App Half-Life . . .Ok, “Half-Life" as in:
Half-life (t½) is the amount of time required for a quantity to fall to half its value as measured at the beginning of the time period. While the term "half-life" can be used to describe any quantity which follows an exponential decay, it is most often used within the context of nuclear physics and nuclear chemistry—that is, the time required, probabilistically, for half of the unstable, radioactive atoms in a sample to undergo radioactive decay.
Not “Half-Life” as in the Half-Life App on Android.—although you can get a Half-Life calculator for your Smartphone, should you wish to calculate the half-life of a radioactive isotope.
But I digress. I am wondering about the half-life of computer-Smartphone, or just Internet applications generally. I have been noting that Facebook has been largely deserted by our grandkids (that is today’s teenagers). Apparently, when the old folks began adopting Facebook as a preferred social media channel, the kids all said, “whoa, I’m out’a here.” It’s now akin to an old folks home. And that started me thinking about application half-lives. I am wondering first, how we might describe the half-life of an app. First, perhaps, why do we have things like free apps, e.g., Facebook. Well, Mark Zuckerberg allows you to become a member of Facebook without charge, because he then gets to throw advertisements at you and to track your every move –he’s sort of your friendly neighborhood commercial NSA guy. He probably knows more about you than does NSA, and that's worth megabucks. So, given that he has hundreds of millions of users now being tracked by his Facebook servers, why would Zuckerberg pay $19 billion for What’sApp? In case you have been living in a cave,
“WhatsApp Messenger is a proprietary, cross-platform instant messaging subscription service for Smartphone’s. In addition to text messaging, users can send each other images, video, and audio media messages as well as their location using integrated mapping features.”
Well my guess is that Zuckerberg understands that Facebook is already past it’s half-life and is on the way down (not out, but down . . . old apps never actually die, they just languish on old folks’ computers). So, soon I imagine, today’s teenagers will talk about Facebook as we might about the Commodore.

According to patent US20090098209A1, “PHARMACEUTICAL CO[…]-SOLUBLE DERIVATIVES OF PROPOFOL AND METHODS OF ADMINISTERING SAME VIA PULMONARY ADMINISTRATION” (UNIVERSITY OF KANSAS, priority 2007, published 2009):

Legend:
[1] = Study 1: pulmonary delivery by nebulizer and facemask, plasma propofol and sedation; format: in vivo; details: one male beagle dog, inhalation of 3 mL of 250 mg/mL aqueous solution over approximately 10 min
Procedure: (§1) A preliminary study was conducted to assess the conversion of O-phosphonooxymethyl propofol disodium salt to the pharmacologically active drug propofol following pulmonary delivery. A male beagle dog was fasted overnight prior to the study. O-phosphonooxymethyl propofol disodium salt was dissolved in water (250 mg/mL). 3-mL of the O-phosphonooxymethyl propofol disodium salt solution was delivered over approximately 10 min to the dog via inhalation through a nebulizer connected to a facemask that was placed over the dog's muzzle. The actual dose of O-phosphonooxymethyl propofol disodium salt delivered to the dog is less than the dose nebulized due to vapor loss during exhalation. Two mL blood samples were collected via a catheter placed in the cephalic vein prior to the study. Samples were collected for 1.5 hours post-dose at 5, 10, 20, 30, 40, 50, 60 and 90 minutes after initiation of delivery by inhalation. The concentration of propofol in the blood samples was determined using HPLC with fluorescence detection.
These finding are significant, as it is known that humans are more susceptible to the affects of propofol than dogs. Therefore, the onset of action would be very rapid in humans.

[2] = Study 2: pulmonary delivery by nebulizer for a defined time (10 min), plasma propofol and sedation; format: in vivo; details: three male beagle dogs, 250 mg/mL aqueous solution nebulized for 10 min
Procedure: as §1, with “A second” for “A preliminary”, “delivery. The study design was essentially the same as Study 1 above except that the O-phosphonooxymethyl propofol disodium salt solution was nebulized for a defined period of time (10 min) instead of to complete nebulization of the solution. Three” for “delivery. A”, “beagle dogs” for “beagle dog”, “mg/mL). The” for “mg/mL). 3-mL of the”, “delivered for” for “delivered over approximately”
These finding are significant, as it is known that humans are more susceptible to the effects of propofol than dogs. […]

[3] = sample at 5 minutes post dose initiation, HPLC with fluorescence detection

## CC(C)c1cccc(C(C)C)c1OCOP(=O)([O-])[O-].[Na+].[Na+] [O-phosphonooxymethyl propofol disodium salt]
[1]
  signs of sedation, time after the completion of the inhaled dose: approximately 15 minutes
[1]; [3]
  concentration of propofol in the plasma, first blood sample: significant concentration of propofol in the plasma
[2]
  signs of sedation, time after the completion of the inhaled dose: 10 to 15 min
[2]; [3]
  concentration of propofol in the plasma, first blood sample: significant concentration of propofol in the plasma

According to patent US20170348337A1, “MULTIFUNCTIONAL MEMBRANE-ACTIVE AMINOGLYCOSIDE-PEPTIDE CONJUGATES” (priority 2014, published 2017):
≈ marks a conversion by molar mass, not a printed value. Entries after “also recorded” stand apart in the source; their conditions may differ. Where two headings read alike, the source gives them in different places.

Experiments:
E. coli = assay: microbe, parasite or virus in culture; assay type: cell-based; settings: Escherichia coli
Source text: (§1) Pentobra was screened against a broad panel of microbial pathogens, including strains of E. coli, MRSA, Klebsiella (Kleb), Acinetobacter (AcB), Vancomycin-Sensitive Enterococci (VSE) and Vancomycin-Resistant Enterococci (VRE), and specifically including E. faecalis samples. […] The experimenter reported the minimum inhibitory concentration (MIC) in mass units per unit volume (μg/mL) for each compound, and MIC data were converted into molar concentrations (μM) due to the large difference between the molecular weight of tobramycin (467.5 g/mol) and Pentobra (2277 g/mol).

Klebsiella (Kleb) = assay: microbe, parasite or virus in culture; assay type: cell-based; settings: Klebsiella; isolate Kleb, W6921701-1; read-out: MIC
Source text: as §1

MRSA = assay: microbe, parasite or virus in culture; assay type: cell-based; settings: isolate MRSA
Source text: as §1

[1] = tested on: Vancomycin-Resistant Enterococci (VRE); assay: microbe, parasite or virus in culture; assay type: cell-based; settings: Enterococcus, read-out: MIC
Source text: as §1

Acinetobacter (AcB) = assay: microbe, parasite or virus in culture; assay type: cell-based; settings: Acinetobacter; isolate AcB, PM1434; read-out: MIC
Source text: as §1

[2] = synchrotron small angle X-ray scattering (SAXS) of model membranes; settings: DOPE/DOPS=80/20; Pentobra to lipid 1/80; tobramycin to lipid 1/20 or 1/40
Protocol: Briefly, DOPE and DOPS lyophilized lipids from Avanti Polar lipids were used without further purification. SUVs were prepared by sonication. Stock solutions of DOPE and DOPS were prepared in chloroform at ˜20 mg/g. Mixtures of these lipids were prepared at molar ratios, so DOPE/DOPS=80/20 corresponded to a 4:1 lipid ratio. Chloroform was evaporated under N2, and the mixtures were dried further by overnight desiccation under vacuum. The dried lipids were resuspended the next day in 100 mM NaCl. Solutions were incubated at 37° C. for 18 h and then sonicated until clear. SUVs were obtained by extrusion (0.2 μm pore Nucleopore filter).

And then I started paying attention to E-Mail. I receive maybe 60-70 E-Mails a day. But, of that number, I receive maybe one from a real person, a friend or family member. The rest are either news, or commercial enterprises trying to sell me something. I get e-mails from The Emirates, who want me to travel there. I get several a day from V-Tech, Radio Shack, Sears, BH Photo, LD Products, Group-on. . . but you get the message. I also get newsy stuff several times daily from the New York Times, the Washington Post, the Manchester Guardian, the BBC, the Canadian service (CBC) the Australian service (ABC) and a half dozen other news outlets. But from people?? Oh my, No.
Now, the other thing I notice is that I get periodic e-mails from the Nigerian scam folks, in its many incarnations, or I get notices from our ISP that they detected and deleted from our inbox a virus-laden e-mail. So, the risks of being on the Internet are increasing daily. So, that makes me wonder about the half life of E-Mail (at least the open road kind of E-Mail). I know that many businesses and health entities use E-Mail as in-house communications channels and those might be different.
I am wondering when ordinary folks, the ones being targeted by our commercial NSA-like entities, will tire of E-Mail, and then tire of the Internet itself because of the risks and the annoyance factor of commercials. So, does the “open-Internet” itself have a half life fast closing on itself and degrading as we speak?
What then—go back to writing letters? I wondered about Smart-Phones, which have replaced conventional desktop computers for our teen friends. They largely don’t use desktop communications, preferring to texting, tweeting, et al, on their Smartphones. But Smartphone’s are just little computers connected to the Internet, so they are as likely as PCs to be overloaded with commerce as the PC applications, and our teen friends may begin moving to other safer high grounds (where old folks fear to tread). Not sure where that might be, but look to your teens for news of the new forms (I understand that teens have discovered that two tin cans, connected by a string performs well as a communications device. Think of that. What will they think of next??
And on another of our exoplanets, it is said that the Mexican police, aided by our American crime fighters, have captured El Chapo, the king of drugs. They plan to incarcerate him, at least until he can buy and renovate their prison system and then move it to the Cayman Islands. But, with this news, I began to wonder about our global banks, you know, the ones that have been handling his cash transactions and managing his off-shore banks. What ever will they do now that they are losing their biggest customer? Bank bonuses may well be on the way down. Poor babies.